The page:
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An. Dom. 379

thage about the middle of the Third Century, and dy'd a Martyr in that City. Before he turn'd Christian he taught Rhetorick with great, Reputation: How well he wás qualify'd for this Profeffion, the learned Reader, may eafily judge. Tis granted his Works being moftly spent on the Discipline of the Church, cafuiftical Refolutions and controverfial Subjects, he does not often exert his Talent, and write upon the Stretch. What I have turn'd into English has ftrong colouring in the original, and feems defign'd to touch the Paffions, as well as convince the Understanding: And which is chiefly to be valued, a noble Difengagement from the World, and a Spirit of Martyrdom, is remarkably apparent, and fhines out in the Writings of this Father.



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St. Gregory, Nazianzen liv'd in the Fourth Century, and was for


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fome time Bishop of Conftantinople.
He was a Prelate of great eminence,
and affifted at the Second General
Council. As for his Elocution, the
learned and judicious Monfieur Du
Pin does not fcruple to make him Biblio-
equal to Demofthenes.


theque Cent. IV.

Salvian, who comes more than an hundred Years after, was a famous Ecclefiaftick at Marfeilles, and an Author of no ordinary class. But having furnish'd fo little of what he has done I must say no more about him.

As to my Effay on Discontent, rough Accidents and Disappointments in Life give fufficient occafion for that. And if any thing I have faid prevails upon the Conduct, and proves ferviceable to the Reader, I fhall think my self. oblig'd in the Success, and reckon it the best Reward of the Undertaking.


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O begin with a Description of the Subject. Pain is an unac ceptable Notice arifing from fome Disorder in the Body. When the Continuity of the Organ is disjoin'd, the Nerves difcompofed, and the Mufcles forced into a foreign Situation ; when there's a top upon the Spirits, when the Parts don't keep their Ranks, but are beaten out of the Figure which Nature has drawn them up in; then the Mind immediately receives a grating Information of what has happen'd : Which Intelligence is more or lefs troublesome in Proportion to the Disadvantage of the Accident. Now this unwelcome Senfation is what we call Pain. However, we are to obferve, that these violent Impreffions are no more than Occafional Caufes of our Uneafinefs : There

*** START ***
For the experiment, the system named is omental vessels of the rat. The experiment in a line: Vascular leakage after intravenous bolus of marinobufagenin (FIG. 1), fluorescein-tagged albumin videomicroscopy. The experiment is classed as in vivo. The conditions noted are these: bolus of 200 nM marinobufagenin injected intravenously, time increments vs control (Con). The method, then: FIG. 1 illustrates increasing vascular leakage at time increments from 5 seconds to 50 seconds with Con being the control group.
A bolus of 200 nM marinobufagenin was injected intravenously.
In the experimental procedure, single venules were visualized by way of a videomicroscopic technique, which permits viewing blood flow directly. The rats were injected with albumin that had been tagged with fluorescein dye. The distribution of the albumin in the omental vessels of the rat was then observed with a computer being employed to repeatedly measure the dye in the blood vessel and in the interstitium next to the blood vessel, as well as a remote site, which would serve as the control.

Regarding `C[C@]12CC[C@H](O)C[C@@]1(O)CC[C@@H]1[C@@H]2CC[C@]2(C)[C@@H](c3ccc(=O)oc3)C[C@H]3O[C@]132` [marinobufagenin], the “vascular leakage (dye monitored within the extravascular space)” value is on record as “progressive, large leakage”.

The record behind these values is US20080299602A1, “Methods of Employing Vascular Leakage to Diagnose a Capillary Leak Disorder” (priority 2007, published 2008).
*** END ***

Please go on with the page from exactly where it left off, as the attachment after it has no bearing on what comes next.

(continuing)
There is no natural Connection between thefe Damages done to the Body, and the Confcious Difturbances confequent upon them. Our Pain does not properly grow out of this Disorder, nor proceed from the Operation of these Causes by way of Phyfical Neceffity. For if Pain was the mere refult of Matter and Motion, the whole Creation would in all likelihood be a great Sufferer, and the Elements do terrible Execution upon themselves. The Sea might be frequently troubled without a Metaphor, and a lighted Faggot, it may be, feel as much as the Martyr that was burnt at the Stake. But that Confcioufneß and Thought are never to be fetch'd out of any Revolutions of Matter and Motion, I have fully prov'd elfewhere, whither I refer *Moral the Reader *. But tho' Pain is not proEffays, perly ftruck out of any Corporeal Scufpart 2d. under A fle, nor born of the Labour of the Limbs; Thought. yet God has pleas'd to make fuch an Alliance between the Soul and Body, that when the latter fuffers any remarkable Inconvenience, the other is generally made fenfible of it, and oblig'd to condole the Misfortune. If we enquire into the Moral End of this Neceffity, why the Soul is forced upon fuch unacceptable Sympathy, and tied down to fuch

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